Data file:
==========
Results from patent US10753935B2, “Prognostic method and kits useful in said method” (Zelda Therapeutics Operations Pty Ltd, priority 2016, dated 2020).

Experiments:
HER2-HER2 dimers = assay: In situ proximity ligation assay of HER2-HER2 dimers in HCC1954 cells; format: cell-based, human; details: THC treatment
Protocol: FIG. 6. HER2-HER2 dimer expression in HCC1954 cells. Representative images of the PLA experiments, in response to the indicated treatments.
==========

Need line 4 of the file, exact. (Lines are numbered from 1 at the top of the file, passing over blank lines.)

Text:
Protocol: FIG. 6. HER2-HER2 dimer expression in HCC1954 cells. Representative images of the PLA experiments, in response to the indicated treatments.